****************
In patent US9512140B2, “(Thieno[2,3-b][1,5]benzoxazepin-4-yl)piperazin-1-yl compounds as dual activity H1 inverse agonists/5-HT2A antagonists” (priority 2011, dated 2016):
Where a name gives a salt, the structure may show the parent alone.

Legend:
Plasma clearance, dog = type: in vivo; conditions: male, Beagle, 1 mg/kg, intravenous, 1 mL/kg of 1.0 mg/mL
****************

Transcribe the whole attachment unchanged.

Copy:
In patent US9512140B2, “(Thieno[2,3-b][1,5]benzoxazepin-4-yl)piperazin-1-yl compounds as dual activity H1 inverse agonists/5-HT2A antagonists” (priority 2011, dated 2016):
Where a name gives a salt, the structure may show the parent alone.

Legend:
Plasma clearance, dog = type: in vivo; conditions: male, Beagle, 1 mg/kg, intravenous, 1 mL/kg of 1.0 mg/mL